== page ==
Integrin alpha(5)beta(1) is expressed on activated endothelial cells and plays a critical role in tumor angiogenesis. We hypothesized that a novel integrin alpha(5)beta(1) antagonist, ATN-161, would inhibit angiogenesis and growth of liver metastases in a murine model. We further hypothesized that combining ATN-161 with 5-fluorouracil (5-FU) chemotherapy would enhance the antineoplastic effect. Murine colon cancer cells (CT26) were injected into spleens of BALB/c mice to produce liver metastases. Four days thereafter, mice were given either ATN-161 (100 mg/kg, every 3rd day) or saline by intraperitoneal injection, with or without combination of continuous-infusion 5-FU (100 mg/kg/2 weeks), which was started on day 7. On day 20 after tumor cell inoculation, mice were killed and liver weights and number of liver metastases were determined. A follow-up study on survival was also conducted in which mice were randomized to receive ATN-161, 5-FU or ATN-161+5-FU. Combination therapy with ATN-161+5-FU significantly reduced tumor burden (liver weight) and number of liver metastases (p<0.02). Liver tumors in the ATN-161 and ATN-161+5-FU groups had significantly fewer microvessels (p<0.05) than tumors in the control or 5-FU-treated groups. Unlike treatment with either agent alone, ATN-161+5-FU significantly increased tumor cell apoptosis and decreased tumor cell proliferation (p<0.03) and improved overall survival (p<0.03, log-rank test). Targeting integrin alpha(5)beta(1) in combination with 5-FU infusion reduced liver metastases formation and improved survival in this colon cancer model. The enhancement of antineoplastic activity from the combination of anti-angiogenic therapy and chemotherapy may be a promising approach for treating metastatic colorectal cancer.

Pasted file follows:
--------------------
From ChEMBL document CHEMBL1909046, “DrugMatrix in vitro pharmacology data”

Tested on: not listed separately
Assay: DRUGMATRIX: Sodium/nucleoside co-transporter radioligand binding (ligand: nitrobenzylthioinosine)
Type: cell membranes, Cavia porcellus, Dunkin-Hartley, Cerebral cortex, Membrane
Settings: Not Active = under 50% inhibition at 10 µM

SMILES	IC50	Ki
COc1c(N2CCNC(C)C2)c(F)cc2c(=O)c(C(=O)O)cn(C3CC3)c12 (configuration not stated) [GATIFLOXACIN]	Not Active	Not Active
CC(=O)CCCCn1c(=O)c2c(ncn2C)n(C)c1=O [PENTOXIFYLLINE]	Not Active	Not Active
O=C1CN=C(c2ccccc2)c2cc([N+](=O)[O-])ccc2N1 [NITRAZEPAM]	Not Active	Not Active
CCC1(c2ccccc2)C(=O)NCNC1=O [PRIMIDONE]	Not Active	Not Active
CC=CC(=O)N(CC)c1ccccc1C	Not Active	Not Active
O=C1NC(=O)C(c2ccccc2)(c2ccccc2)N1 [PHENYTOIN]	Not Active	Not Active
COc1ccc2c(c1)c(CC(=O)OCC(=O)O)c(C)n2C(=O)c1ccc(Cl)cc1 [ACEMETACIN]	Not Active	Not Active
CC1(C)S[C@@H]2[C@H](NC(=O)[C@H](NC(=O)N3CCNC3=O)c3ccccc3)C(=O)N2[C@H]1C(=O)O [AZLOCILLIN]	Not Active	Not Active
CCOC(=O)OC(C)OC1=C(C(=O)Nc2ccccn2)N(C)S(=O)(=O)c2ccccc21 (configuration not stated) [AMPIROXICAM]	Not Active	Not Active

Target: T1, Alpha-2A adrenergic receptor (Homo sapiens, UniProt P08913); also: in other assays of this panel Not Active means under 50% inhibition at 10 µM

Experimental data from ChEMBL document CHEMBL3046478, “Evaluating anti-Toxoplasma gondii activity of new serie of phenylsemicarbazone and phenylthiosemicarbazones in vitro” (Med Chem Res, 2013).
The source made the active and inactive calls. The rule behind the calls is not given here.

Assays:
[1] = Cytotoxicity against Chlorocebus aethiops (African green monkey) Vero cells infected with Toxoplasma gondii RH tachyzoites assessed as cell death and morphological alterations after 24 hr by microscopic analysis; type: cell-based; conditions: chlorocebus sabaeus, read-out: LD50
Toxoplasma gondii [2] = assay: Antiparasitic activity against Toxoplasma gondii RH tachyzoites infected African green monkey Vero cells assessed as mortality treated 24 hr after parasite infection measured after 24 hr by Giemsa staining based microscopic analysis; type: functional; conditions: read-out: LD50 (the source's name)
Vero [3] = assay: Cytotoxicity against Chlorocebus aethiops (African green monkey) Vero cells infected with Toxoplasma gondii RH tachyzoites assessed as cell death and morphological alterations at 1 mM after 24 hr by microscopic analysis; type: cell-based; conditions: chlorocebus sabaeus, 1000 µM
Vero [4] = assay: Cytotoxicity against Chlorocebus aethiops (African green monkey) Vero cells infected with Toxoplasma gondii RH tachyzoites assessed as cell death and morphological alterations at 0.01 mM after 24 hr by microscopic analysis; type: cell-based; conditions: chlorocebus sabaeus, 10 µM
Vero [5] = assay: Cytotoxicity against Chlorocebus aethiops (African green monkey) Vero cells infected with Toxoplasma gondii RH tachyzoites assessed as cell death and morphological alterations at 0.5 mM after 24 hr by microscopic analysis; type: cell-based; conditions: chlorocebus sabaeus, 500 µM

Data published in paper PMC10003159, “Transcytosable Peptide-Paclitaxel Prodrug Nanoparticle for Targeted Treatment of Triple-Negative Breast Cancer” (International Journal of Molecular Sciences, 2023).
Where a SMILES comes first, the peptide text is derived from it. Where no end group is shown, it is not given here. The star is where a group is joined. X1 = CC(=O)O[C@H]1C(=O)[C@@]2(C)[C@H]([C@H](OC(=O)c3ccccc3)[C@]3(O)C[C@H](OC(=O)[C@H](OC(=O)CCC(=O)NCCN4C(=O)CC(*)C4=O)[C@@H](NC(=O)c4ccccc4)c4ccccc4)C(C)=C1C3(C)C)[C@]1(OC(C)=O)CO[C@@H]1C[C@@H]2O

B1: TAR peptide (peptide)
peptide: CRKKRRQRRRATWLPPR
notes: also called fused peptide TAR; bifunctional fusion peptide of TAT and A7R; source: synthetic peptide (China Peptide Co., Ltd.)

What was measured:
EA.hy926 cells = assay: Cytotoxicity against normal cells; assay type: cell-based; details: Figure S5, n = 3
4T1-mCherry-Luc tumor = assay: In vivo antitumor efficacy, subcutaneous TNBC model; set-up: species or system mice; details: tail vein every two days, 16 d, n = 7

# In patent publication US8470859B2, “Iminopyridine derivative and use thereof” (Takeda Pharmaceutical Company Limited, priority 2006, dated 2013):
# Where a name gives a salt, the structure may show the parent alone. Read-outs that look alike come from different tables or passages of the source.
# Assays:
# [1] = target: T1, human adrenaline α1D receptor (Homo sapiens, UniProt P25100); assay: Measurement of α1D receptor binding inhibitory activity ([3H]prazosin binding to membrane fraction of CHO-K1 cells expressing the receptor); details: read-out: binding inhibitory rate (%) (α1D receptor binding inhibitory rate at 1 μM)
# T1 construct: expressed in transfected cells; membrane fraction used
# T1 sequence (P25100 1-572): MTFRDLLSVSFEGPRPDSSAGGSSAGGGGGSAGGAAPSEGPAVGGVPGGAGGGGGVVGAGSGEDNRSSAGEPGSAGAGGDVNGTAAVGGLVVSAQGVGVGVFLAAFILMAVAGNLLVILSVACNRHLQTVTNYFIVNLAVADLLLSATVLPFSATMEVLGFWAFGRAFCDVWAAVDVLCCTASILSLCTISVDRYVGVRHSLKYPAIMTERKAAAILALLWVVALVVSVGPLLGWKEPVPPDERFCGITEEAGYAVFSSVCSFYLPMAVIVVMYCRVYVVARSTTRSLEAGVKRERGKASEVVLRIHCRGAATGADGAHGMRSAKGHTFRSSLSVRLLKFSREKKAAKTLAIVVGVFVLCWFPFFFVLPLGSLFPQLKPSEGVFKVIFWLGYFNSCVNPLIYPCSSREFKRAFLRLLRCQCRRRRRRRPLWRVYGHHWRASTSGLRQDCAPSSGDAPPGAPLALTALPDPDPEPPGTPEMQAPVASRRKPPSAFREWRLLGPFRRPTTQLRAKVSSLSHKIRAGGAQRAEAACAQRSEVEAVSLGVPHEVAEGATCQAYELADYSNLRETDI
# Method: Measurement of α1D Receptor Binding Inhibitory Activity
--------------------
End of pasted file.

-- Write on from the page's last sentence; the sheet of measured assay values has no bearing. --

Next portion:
Copyright 2003 Wiley-Liss, Inc.